Pete Doherty onstage during Jarvis Cocker's Meltdown Festival at the Royal Albert Hall, London in June 2007.
Mark Mawston recalls, "Taken at Jarvis Cockers Meltdown in 2007 at the now legendary Disney Songbook gig. Although there were many highlights, a standout for many was when Doherty walked onto the stage and sang a word perfect interpretation of Chim Chim Cheree from Mary Poppins.
No one else could have looked or sounded more perfect. The cherubic urchin that sang that night was as far away from the Doherty of the drug-fueled headlines as you could imagine. With all the negative publicity that surrounded him at that point, he needed no cues, no support from others, and sang it note perfect, unlike many of the others that night. The haunting quality of the moment was so intense that you could literally hear a pin drop. I was transfixed yet amazed at the little lost boy on stage and by the fact that he almost seemed to be singing directly to me, perched just on the lip of the stage. It was that special. I then realised that he was indeed singing to me, winking to the camera and playing the part to perfection. Or so I thought. After one too many sweet smiles I looked round to realise that it was perhaps the girl who’d sat in my vacant seat on the row in front of the stage that Pete had been singing to, rather than I, his then girlfriend Kate Moss taking her own shots.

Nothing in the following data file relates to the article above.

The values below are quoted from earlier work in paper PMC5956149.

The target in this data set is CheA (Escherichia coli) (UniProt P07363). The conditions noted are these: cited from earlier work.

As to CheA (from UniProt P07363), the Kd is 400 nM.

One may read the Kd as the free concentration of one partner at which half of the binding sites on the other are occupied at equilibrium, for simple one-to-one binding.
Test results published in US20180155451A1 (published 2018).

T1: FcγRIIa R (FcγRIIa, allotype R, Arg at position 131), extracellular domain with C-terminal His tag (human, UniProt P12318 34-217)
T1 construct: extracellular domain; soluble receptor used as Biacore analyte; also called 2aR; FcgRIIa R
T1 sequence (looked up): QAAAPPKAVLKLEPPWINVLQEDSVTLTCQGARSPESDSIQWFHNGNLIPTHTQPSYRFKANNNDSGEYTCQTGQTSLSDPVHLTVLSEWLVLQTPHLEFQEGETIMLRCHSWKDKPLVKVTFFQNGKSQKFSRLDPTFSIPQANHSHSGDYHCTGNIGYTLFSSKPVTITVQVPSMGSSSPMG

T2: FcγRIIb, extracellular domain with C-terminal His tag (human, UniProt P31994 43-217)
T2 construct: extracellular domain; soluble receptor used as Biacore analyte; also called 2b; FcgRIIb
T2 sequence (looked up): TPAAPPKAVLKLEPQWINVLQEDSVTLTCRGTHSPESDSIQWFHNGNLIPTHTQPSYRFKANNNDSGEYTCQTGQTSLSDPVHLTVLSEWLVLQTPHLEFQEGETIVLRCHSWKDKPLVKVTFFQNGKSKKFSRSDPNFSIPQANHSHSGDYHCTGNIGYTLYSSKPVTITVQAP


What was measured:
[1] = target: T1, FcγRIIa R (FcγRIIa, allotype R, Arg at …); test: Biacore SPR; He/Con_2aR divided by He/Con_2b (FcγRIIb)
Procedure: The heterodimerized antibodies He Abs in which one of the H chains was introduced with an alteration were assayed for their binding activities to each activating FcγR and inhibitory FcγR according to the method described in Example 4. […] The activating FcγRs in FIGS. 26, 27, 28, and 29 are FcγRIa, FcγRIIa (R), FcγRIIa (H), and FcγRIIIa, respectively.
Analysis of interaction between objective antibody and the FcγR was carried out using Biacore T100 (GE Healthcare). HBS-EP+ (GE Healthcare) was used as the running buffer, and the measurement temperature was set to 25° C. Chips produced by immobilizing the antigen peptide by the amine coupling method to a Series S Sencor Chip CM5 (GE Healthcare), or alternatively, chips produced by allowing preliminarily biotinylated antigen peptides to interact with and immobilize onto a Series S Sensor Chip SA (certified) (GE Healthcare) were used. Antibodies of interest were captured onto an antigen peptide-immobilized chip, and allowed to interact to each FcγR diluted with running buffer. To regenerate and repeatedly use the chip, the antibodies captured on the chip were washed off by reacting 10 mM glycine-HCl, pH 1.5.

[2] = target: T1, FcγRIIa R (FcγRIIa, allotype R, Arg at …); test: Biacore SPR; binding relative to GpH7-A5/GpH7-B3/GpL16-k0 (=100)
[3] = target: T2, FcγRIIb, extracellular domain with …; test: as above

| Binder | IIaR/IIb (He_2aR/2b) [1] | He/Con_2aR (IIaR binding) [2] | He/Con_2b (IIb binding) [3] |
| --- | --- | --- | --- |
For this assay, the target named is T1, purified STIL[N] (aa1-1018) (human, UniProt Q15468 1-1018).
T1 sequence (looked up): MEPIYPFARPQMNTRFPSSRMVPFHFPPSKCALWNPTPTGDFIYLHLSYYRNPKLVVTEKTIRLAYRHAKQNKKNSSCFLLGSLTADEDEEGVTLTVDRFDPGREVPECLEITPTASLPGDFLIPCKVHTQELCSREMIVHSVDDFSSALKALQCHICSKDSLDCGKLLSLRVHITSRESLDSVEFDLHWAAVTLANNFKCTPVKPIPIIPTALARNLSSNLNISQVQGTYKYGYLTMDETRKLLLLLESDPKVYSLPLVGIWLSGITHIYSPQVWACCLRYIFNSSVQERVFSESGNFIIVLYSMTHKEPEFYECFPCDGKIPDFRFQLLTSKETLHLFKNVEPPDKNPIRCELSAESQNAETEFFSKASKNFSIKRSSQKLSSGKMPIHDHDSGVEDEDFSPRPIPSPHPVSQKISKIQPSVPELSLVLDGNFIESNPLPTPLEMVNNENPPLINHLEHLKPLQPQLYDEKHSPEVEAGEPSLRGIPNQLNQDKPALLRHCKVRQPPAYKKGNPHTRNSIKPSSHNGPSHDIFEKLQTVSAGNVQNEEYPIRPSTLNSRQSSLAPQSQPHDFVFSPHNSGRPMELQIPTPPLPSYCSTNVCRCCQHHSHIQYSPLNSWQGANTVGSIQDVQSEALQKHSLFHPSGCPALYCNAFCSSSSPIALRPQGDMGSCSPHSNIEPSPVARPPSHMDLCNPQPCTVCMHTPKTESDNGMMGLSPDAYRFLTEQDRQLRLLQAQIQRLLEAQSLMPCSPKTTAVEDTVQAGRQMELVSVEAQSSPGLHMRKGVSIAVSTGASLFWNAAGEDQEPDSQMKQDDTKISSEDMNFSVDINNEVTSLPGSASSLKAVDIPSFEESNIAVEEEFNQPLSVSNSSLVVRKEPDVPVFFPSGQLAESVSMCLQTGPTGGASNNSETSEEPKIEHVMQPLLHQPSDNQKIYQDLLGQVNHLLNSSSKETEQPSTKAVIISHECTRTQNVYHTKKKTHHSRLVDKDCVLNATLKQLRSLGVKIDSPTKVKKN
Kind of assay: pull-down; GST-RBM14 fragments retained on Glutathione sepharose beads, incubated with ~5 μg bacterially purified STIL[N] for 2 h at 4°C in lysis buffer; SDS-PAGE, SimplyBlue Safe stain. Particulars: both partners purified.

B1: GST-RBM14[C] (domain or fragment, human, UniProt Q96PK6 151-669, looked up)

It was a magical evening all around and unlike one or two of the other photographers, because I didn’t try and take a picture of a supermodel girlfriend, I escaped having a stiletto in the shin that the others who tried that got, which was nice. She smiled for the camera before she kicked them of course, her cheekbones as sharp as her heals. Although she’d dumped him in a trailer park off a motorway in North London in the rain and drove away not long after, it’s the cool bohemian couple I’ll remember and the look I’ve seen many times since of a fangirl in love with a pop star. That and that fact that when he was in court that same week he used the Liberty fabric scarf he was wearing to hide from the press which was the design my wife had named after me! Liberty for the Libertine. Sounds like a French Underground slogan."
This print is from a limited edition of 100. Each print is numbered, signed by Mark Mawston, and comes with a certificate of authenticity.
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